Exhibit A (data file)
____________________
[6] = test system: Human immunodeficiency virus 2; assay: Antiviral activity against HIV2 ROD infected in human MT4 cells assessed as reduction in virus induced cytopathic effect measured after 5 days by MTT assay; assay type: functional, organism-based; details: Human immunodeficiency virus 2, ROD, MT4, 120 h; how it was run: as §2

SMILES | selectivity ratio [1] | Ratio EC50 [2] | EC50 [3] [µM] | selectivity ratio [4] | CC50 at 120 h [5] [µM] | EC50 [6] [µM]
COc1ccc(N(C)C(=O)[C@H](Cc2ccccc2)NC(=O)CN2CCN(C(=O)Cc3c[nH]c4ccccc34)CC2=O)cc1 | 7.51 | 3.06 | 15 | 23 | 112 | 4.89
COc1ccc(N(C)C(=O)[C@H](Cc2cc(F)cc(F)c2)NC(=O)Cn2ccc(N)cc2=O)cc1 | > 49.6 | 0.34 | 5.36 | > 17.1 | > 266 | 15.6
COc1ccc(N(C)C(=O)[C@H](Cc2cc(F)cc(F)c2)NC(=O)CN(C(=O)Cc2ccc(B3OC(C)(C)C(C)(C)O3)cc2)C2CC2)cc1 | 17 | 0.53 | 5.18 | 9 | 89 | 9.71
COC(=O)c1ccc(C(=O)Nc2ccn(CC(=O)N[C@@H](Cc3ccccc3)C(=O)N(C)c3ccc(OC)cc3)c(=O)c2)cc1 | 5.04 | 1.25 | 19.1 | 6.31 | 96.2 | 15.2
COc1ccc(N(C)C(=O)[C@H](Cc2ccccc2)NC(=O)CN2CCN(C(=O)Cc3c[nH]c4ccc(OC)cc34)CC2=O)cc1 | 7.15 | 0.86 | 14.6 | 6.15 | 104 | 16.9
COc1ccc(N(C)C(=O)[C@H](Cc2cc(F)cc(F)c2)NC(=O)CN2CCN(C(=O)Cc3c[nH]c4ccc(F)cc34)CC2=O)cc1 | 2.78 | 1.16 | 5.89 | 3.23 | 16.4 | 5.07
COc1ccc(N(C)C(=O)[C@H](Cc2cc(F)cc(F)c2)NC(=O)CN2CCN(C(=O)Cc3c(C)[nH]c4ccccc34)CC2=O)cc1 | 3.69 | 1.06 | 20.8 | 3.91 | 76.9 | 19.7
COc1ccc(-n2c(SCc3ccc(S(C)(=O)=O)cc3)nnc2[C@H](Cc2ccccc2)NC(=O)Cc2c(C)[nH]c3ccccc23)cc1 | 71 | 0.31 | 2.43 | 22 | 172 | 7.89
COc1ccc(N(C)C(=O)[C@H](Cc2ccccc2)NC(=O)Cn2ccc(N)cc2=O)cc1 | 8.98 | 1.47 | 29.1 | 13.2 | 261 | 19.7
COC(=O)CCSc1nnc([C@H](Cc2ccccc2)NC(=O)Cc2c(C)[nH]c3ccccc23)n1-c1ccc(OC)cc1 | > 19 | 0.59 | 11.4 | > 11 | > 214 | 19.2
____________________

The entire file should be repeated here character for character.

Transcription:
[6] = test system: Human immunodeficiency virus 2; assay: Antiviral activity against HIV2 ROD infected in human MT4 cells assessed as reduction in virus induced cytopathic effect measured after 5 days by MTT assay; assay type: functional, organism-based; details: Human immunodeficiency virus 2, ROD, MT4, 120 h; how it was run: as §2

SMILES | selectivity ratio [1] | Ratio EC50 [2] | EC50 [3] [µM] | selectivity ratio [4] | CC50 at 120 h [5] [µM] | EC50 [6] [µM]
COc1ccc(N(C)C(=O)[C@H](Cc2ccccc2)NC(=O)CN2CCN(C(=O)Cc3c[nH]c4ccccc34)CC2=O)cc1 | 7.51 | 3.06 | 15 | 23 | 112 | 4.89
COc1ccc(N(C)C(=O)[C@H](Cc2cc(F)cc(F)c2)NC(=O)Cn2ccc(N)cc2=O)cc1 | > 49.6 | 0.34 | 5.36 | > 17.1 | > 266 | 15.6
COc1ccc(N(C)C(=O)[C@H](Cc2cc(F)cc(F)c2)NC(=O)CN(C(=O)Cc2ccc(B3OC(C)(C)C(C)(C)O3)cc2)C2CC2)cc1 | 17 | 0.53 | 5.18 | 9 | 89 | 9.71
COC(=O)c1ccc(C(=O)Nc2ccn(CC(=O)N[C@@H](Cc3ccccc3)C(=O)N(C)c3ccc(OC)cc3)c(=O)c2)cc1 | 5.04 | 1.25 | 19.1 | 6.31 | 96.2 | 15.2
COc1ccc(N(C)C(=O)[C@H](Cc2ccccc2)NC(=O)CN2CCN(C(=O)Cc3c[nH]c4ccc(OC)cc34)CC2=O)cc1 | 7.15 | 0.86 | 14.6 | 6.15 | 104 | 16.9
COc1ccc(N(C)C(=O)[C@H](Cc2cc(F)cc(F)c2)NC(=O)CN2CCN(C(=O)Cc3c[nH]c4ccc(F)cc34)CC2=O)cc1 | 2.78 | 1.16 | 5.89 | 3.23 | 16.4 | 5.07
COc1ccc(N(C)C(=O)[C@H](Cc2cc(F)cc(F)c2)NC(=O)CN2CCN(C(=O)Cc3c(C)[nH]c4ccccc34)CC2=O)cc1 | 3.69 | 1.06 | 20.8 | 3.91 | 76.9 | 19.7
COc1ccc(-n2c(SCc3ccc(S(C)(=O)=O)cc3)nnc2[C@H](Cc2ccccc2)NC(=O)Cc2c(C)[nH]c3ccccc23)cc1 | 71 | 0.31 | 2.43 | 22 | 172 | 7.89
COc1ccc(N(C)C(=O)[C@H](Cc2ccccc2)NC(=O)Cn2ccc(N)cc2=O)cc1 | 8.98 | 1.47 | 29.1 | 13.2 | 261 | 19.7
COC(=O)CCSc1nnc([C@H](Cc2ccccc2)NC(=O)Cc2c(C)[nH]c3ccccc23)n1-c1ccc(OC)cc1 | > 19 | 0.59 | 11.4 | > 11 | > 214 | 19.2